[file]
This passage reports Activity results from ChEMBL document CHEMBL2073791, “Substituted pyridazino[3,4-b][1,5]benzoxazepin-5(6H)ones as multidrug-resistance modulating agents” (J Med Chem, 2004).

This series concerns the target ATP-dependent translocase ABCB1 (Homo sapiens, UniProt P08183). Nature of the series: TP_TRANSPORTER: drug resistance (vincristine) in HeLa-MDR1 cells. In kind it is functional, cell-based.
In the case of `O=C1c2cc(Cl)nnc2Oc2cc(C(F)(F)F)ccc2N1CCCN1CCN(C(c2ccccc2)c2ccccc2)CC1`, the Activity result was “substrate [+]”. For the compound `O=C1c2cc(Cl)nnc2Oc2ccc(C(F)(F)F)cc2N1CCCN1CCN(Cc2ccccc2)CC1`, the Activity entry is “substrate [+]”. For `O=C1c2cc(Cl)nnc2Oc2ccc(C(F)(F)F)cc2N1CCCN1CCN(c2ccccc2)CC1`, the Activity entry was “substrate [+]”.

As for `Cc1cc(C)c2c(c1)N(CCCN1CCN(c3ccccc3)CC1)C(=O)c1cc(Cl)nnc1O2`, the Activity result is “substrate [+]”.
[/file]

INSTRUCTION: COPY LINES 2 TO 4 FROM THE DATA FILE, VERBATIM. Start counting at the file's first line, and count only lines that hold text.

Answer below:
This series concerns the target ATP-dependent translocase ABCB1 (Homo sapiens, UniProt P08183). Nature of the series: TP_TRANSPORTER: drug resistance (vincristine) in HeLa-MDR1 cells. In kind it is functional, cell-based.
In the case of `O=C1c2cc(Cl)nnc2Oc2cc(C(F)(F)F)ccc2N1CCCN1CCN(C(c2ccccc2)c2ccccc2)CC1`, the Activity result was “substrate [+]”. For the compound `O=C1c2cc(Cl)nnc2Oc2ccc(C(F)(F)F)cc2N1CCCN1CCN(Cc2ccccc2)CC1`, the Activity entry is “substrate [+]”. For `O=C1c2cc(Cl)nnc2Oc2ccc(C(F)(F)F)cc2N1CCCN1CCN(c2ccccc2)CC1`, the Activity entry was “substrate [+]”.

As for `Cc1cc(C)c2c(c1)N(CCCN1CCN(c3ccccc3)CC1)C(=O)c1cc(Cl)nnc1O2`, the Activity result is “substrate [+]”.